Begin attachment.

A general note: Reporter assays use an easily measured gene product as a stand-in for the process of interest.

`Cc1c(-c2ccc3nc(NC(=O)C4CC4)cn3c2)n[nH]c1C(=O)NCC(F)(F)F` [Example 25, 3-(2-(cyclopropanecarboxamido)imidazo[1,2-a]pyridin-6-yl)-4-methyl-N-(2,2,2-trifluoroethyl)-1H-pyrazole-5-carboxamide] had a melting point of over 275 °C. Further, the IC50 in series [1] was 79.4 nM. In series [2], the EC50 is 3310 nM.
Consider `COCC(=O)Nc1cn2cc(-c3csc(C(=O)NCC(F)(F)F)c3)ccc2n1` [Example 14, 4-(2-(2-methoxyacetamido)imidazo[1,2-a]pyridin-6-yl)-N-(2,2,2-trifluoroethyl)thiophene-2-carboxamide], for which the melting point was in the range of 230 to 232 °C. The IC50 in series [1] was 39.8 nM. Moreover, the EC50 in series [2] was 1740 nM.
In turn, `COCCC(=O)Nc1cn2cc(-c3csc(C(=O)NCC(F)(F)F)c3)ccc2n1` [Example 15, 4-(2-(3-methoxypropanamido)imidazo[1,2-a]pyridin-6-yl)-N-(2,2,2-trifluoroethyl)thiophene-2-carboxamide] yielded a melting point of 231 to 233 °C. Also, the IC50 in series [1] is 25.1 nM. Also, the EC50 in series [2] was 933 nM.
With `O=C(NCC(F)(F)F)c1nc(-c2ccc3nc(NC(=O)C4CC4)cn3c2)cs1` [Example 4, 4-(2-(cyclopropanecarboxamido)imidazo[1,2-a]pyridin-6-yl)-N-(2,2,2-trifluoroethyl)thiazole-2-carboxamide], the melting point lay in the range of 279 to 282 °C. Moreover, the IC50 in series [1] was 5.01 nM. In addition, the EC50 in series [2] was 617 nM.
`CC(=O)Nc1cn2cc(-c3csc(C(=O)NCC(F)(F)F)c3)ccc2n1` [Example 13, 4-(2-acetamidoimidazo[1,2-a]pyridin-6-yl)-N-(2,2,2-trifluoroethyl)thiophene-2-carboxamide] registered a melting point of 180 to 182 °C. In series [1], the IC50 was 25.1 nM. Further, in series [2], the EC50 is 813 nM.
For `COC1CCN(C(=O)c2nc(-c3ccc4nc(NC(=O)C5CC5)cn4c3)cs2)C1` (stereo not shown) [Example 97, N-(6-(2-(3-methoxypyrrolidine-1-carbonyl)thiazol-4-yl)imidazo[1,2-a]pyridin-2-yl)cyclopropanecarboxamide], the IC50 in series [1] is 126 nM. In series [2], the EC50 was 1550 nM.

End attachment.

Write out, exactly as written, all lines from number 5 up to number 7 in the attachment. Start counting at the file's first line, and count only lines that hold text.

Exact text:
With `O=C(NCC(F)(F)F)c1nc(-c2ccc3nc(NC(=O)C4CC4)cn3c2)cs1` [Example 4, 4-(2-(cyclopropanecarboxamido)imidazo[1,2-a]pyridin-6-yl)-N-(2,2,2-trifluoroethyl)thiazole-2-carboxamide], the melting point lay in the range of 279 to 282 °C. Moreover, the IC50 in series [1] was 5.01 nM. In addition, the EC50 in series [2] was 617 nM.
`CC(=O)Nc1cn2cc(-c3csc(C(=O)NCC(F)(F)F)c3)ccc2n1` [Example 13, 4-(2-acetamidoimidazo[1,2-a]pyridin-6-yl)-N-(2,2,2-trifluoroethyl)thiophene-2-carboxamide] registered a melting point of 180 to 182 °C. In series [1], the IC50 was 25.1 nM. Further, in series [2], the EC50 is 813 nM.
For `COC1CCN(C(=O)c2nc(-c3ccc4nc(NC(=O)C5CC5)cn4c3)cs2)C1` (stereo not shown) [Example 97, N-(6-(2-(3-methoxypyrrolidine-1-carbonyl)thiazol-4-yl)imidazo[1,2-a]pyridin-2-yl)cyclopropanecarboxamide], the IC50 in series [1] is 126 nM. In series [2], the EC50 was 1550 nM.